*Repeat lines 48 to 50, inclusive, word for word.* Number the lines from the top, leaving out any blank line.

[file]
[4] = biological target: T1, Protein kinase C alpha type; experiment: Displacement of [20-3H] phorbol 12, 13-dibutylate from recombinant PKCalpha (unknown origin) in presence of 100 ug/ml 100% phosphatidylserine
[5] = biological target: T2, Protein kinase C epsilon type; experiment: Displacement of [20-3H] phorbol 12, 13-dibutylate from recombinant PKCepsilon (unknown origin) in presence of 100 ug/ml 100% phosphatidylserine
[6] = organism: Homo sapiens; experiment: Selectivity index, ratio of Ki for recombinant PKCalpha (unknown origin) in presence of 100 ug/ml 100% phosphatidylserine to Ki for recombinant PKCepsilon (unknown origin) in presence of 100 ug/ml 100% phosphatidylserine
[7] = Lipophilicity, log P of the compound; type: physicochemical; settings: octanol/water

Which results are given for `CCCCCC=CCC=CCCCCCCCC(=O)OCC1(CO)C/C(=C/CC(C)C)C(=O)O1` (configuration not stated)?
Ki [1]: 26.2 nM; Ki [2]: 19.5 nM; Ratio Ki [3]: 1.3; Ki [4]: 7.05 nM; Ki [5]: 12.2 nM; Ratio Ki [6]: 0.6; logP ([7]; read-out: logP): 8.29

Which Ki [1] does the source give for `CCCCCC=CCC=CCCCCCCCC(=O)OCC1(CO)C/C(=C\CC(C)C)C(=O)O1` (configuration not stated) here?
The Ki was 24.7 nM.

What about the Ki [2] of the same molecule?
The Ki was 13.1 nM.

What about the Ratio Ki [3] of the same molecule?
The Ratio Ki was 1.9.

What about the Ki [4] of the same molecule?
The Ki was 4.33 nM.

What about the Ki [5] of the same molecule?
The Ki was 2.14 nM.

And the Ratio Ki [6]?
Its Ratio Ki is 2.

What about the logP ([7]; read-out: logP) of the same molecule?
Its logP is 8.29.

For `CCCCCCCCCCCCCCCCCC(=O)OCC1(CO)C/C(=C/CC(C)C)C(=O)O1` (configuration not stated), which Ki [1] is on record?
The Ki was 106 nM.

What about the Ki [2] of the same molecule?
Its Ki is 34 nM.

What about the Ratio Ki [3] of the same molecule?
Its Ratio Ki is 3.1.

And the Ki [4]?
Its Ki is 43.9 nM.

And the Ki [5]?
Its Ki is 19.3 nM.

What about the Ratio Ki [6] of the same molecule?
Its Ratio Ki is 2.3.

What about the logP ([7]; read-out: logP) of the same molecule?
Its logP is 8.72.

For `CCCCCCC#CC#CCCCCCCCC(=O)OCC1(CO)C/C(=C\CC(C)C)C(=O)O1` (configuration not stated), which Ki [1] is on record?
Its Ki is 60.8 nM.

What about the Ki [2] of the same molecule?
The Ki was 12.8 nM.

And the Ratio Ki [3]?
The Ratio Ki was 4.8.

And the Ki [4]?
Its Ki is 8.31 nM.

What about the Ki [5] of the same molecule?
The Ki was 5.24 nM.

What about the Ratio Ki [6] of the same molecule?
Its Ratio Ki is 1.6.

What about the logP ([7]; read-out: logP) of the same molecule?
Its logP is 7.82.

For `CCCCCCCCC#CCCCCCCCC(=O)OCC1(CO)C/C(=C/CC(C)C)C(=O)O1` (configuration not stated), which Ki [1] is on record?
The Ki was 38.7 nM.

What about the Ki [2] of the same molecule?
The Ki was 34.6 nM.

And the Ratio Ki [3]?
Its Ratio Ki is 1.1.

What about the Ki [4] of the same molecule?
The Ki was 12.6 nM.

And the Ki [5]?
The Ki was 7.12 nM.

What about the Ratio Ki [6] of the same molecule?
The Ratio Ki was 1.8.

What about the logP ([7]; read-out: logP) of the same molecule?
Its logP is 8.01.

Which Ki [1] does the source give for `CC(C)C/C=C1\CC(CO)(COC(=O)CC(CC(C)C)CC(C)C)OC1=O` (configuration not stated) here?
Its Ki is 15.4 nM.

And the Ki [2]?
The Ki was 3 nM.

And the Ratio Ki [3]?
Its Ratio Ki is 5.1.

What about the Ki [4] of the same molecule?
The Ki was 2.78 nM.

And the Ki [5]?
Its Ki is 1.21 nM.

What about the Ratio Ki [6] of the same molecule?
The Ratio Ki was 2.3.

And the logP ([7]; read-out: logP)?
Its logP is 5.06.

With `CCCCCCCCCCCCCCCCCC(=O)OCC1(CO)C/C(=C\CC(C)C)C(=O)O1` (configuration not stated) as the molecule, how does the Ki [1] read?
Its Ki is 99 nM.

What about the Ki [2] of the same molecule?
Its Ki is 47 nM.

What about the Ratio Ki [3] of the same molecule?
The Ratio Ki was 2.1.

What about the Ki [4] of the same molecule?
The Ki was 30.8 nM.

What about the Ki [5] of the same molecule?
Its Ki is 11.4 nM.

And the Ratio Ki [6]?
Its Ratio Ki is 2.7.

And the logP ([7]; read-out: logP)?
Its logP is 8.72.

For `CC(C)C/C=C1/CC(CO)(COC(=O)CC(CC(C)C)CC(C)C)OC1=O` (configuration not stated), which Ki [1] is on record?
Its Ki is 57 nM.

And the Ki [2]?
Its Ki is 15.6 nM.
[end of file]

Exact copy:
Its logP is 7.82.

For `CCCCCCCCC#CCCCCCCCC(=O)OCC1(CO)C/C(=C/CC(C)C)C(=O)O1` (configuration not stated), which Ki [1] is on record?
The Ki was 38.7 nM.